It was only 'till last year, when Independece Day came out that we ran a trailer to try and judge what the reaction would be, to see in how many theaters it would be proper to put the film in. But again we were only talking about maybe 200-500 theaters, because we got a little bit more ambitious. But the reaction to it was so huge, so overwhelming. Theater owners wanted to book it, fans were writing, calling begging. In some cases there were people who were going back to see ID 4 and if the trailer wasn’t running they asked for their money back. It was huge. And it wasn’t just in the States.
At first we ran the trailer in L.A. But everybody is weird there. We thought, well that’s just L.A. Then we did in San Francisco, Houston Dallas, New York… the same reaction. London, Paris, Rome… it was the same reaction everywhere. Then we knew something else was going on. It just became bigger than us. I wish I could say it was a marketing campaign and we devised it but it just didn’t have anything to do with us anymore.
Question 2 : I guess, you and Lucas talked about this becoming so huge. Star Wars was nearly forgotten but now, first the THX video re-releases, now the special editions and in two years the prequels. How’s the feeling for Star Wars today?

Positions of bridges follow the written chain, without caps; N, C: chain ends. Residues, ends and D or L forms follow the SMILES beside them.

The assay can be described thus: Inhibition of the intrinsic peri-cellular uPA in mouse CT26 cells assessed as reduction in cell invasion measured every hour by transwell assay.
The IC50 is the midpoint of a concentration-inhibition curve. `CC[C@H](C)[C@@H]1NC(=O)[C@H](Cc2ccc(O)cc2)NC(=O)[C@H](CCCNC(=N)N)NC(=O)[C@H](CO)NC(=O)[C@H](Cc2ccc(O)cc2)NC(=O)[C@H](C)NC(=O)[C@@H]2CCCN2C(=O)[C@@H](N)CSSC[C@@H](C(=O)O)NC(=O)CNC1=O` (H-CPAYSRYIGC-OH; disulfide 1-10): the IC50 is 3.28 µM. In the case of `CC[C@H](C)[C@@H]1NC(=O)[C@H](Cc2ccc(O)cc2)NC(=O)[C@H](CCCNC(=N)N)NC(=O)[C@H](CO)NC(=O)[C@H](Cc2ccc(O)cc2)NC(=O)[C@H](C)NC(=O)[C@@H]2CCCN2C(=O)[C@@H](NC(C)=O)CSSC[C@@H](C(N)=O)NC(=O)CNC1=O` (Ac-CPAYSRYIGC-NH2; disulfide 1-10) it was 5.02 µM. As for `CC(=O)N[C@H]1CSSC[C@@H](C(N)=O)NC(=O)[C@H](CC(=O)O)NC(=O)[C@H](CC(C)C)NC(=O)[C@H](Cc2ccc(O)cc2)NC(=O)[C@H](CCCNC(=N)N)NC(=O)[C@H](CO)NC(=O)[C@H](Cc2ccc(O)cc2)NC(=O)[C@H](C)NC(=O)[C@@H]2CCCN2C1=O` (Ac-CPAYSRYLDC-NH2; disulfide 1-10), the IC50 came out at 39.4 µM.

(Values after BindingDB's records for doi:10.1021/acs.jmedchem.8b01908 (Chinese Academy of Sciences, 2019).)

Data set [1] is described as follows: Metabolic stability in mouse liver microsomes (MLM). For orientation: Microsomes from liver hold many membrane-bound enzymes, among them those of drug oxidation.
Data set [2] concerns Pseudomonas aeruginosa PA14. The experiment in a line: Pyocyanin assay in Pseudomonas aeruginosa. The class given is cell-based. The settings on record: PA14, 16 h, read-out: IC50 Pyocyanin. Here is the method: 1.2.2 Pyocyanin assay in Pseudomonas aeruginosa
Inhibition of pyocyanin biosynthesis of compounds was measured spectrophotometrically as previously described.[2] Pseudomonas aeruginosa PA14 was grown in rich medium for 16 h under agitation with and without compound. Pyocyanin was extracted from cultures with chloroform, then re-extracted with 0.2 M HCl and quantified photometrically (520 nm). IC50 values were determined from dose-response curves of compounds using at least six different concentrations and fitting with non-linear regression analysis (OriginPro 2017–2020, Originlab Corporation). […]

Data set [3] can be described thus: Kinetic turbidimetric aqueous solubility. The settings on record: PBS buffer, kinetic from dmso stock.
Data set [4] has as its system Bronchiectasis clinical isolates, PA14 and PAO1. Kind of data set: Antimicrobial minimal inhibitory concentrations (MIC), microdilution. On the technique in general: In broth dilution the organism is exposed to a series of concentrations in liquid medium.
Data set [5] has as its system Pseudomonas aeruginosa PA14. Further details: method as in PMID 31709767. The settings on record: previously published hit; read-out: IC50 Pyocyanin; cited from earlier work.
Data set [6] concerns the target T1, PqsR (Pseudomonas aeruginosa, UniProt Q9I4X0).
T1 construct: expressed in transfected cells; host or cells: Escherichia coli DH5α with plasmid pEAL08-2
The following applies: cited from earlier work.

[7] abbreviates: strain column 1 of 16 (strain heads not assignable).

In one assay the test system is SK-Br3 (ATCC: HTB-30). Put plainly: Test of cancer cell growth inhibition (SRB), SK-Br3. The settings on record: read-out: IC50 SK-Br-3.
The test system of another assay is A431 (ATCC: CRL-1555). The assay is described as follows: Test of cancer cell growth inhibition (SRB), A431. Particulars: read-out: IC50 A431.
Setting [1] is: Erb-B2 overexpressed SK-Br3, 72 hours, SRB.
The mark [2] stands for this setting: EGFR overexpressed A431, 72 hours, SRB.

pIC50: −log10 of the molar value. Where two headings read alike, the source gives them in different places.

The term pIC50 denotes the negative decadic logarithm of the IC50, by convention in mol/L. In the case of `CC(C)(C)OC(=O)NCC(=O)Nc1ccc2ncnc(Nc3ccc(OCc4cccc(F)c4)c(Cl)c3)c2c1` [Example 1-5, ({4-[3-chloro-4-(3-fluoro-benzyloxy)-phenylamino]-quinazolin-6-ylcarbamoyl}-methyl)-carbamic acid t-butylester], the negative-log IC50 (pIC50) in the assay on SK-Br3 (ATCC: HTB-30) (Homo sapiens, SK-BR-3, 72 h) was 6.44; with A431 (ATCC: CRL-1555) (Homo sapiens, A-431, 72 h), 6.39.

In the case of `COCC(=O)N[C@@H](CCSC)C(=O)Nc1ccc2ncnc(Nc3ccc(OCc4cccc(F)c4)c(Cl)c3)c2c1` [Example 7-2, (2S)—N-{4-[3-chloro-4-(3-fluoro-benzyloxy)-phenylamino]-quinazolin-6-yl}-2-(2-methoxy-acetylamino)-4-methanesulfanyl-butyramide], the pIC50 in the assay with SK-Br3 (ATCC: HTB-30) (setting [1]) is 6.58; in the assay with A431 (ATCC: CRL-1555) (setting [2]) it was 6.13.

Rick McCallum: It’s big, it’s huge, it’s overwhelming in many cases. I mean… just opened last night and instantly it’s the #1 film for weeks. And it’s allmost everywhere the same. I think the reasons are two things. Primaly it’s a great story and has great characters. The most important thing driving it now, is not just the film itself, but the event of the movie. Star wars is a movie for the big screen and people haven’t experienced it for 20 years. It’s more like going to a rock-concert and having a collective experience. Very few movies crossover to do that. Star Wars is one of those films. There’s something that happens when the Lucas logo comes on. It’s like a license to go insane. You can talk and yet still follow the story, you can cheer, you can jump up and down. The other day I was leaving Paris to come here. I passed the theater at eleven in the morning and 1500-2000 people outside in front of the theater were trying to break in, 'cause it doesn’t open until twelve. But what was amazing, they were all dressed up in characters. There must be 500 Luke Skywalkers. That’s just a hard thing to do in a normal movie. Kids like to role play. They like to fantasize. There’s a number of characters that you can be. Nothing is more enjoyable for a 6 or 7 years old to close the door of his room and act to pretend he’s Luke Skywalker. Those are the things you do as a kid.